All of them, those in power, and those who want the power, would pamper us, if we agreed to overlook their crookedness by wilfully restricting our activities.
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THE ATTLEBOROS — Several weeks ago a pair of canvassers stood in the area of the Attleboro Common and asked passersby what they thought they could do to help fight crime.
They got, says Gerard Velona, exactly the kind of response they expected: "I don't know."
Velona, a theology student from Brookline, heads a church of Scientology campaign designed to help reduce crime throughout the state. So far, Velona and his crew have visited about 40 communities. The results have been pretty much the same.
"People say, yes, they're reading about crime all around them but, no, they feel there's nothing they can do about it," says Velona. "That's just the kind of answers we suspected we'd get."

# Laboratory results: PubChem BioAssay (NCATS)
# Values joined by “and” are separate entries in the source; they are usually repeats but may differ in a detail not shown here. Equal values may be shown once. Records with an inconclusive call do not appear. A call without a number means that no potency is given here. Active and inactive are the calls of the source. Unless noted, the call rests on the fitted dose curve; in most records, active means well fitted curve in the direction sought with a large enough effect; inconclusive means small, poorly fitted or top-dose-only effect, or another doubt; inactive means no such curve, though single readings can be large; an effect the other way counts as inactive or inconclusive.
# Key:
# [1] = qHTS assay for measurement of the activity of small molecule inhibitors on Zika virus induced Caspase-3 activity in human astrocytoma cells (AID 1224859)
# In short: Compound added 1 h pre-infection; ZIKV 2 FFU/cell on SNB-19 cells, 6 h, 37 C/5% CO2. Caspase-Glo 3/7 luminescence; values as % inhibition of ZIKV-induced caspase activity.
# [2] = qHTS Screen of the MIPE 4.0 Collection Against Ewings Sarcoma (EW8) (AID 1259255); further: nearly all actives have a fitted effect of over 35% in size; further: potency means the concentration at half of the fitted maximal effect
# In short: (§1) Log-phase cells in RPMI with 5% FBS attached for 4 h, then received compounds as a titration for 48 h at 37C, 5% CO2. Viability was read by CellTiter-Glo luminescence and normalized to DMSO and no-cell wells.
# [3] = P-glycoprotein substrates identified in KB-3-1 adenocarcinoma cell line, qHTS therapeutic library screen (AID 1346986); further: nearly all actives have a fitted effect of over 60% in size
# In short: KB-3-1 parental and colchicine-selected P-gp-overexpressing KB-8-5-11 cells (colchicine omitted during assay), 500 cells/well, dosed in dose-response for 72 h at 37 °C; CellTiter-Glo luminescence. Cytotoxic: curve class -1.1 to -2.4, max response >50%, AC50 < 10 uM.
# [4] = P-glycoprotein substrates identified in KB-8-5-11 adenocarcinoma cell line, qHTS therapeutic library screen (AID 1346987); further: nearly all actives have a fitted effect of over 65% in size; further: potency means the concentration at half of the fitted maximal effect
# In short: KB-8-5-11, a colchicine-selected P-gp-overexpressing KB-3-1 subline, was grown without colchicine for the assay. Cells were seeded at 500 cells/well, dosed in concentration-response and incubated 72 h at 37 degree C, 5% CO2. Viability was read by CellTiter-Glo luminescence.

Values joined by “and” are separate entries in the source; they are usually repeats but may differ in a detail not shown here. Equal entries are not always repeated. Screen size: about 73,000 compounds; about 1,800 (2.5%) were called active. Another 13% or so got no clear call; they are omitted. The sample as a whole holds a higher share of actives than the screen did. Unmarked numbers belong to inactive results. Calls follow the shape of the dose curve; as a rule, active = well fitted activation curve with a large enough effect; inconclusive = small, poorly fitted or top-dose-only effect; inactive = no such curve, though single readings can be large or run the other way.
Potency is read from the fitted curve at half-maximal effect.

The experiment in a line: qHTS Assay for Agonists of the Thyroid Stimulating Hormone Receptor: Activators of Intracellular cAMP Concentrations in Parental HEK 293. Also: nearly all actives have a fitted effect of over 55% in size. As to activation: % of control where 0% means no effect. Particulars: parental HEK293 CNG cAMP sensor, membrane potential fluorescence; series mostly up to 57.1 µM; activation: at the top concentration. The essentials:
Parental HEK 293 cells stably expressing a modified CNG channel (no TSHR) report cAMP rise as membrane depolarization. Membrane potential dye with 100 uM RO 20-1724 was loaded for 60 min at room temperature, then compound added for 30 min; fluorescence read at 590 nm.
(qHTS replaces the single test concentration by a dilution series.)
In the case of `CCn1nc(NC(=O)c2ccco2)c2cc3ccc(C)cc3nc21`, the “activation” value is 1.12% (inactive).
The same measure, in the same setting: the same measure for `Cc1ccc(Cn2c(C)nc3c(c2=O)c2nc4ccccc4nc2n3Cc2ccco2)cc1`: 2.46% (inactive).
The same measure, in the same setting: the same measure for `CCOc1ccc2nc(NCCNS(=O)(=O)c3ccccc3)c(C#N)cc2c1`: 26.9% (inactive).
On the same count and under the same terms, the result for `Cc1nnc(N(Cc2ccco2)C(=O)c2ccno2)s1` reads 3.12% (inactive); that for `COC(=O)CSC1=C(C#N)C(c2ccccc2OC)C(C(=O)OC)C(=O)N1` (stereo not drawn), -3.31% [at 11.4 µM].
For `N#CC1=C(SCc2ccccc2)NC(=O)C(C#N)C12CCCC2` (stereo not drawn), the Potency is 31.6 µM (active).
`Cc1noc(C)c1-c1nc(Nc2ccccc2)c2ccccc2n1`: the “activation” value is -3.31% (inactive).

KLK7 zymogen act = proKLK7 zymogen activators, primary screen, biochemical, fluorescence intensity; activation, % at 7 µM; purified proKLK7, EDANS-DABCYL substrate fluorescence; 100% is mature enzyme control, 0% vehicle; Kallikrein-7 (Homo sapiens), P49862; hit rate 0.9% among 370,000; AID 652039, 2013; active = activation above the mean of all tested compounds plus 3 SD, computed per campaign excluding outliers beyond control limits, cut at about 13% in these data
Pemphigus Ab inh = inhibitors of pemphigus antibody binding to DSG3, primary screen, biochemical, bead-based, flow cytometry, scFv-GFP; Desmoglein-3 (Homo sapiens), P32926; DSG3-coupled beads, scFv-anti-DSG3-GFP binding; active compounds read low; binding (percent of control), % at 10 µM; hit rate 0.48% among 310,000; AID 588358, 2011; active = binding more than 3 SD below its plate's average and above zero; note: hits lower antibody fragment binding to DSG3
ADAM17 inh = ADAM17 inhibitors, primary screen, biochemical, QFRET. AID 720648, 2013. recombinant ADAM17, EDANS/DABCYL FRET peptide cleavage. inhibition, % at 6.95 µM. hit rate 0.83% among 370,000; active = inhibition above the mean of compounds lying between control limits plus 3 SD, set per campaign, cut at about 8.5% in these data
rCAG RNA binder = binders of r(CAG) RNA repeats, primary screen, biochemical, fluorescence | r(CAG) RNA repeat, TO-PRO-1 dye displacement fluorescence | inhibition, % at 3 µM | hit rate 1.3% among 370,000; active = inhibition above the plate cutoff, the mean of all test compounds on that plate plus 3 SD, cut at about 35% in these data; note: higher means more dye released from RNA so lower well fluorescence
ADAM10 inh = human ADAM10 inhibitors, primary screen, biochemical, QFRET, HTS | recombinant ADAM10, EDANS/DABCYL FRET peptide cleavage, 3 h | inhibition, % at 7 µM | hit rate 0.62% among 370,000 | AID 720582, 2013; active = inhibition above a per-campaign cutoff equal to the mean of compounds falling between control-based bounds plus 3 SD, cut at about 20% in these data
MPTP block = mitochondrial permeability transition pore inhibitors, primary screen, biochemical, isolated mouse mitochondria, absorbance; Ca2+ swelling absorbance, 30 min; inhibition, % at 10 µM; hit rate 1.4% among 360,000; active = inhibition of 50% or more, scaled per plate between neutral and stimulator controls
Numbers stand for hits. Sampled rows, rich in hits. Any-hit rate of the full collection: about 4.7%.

People, be says, are not educated in the ways of citizen crime-fighting. When his work is done, he plans to produce a free booklet telling people what they can do.
Generally, he says, people can be more careful, making sure typical "break-in points" at their homes and cars are secure. And by having neighbors caring about neighbors. "The community," he says, "has to be together on this. You can't depend on the police to do everything."
In one community he checked, Velona found a difference. In Needham, each morning a group of neighbors report to the police station before going to work and go over the overnight police log. They see what's going on in their nieghborhood and elsewhere in the city. They begin to know what to look for and, in turn, tell police any strange goings-on that they've noticed.
Velona's approach, polling citizens for suggestions and ideas, and then disseminating the information to the general public, has worked in other states.
According to Velona, a similar campaign was implemented by the Church of Scientology in New York City. A sergeant of the 6th precinct of New York said that in the last three or four years, the crime rate in the area of Scientology's Fifth Avenue Church has been reduced by more than 75 per cent and during the same period, the crime rate has steadily increased in all other areas of his precinct.
The Church established "Neighborhood safety Staffs" which is believed to be the major factor in the reduction of crime in that area. The Church of Scientology in Boston has also alerted the Boston Police to thefts in progress in the Back Bay area.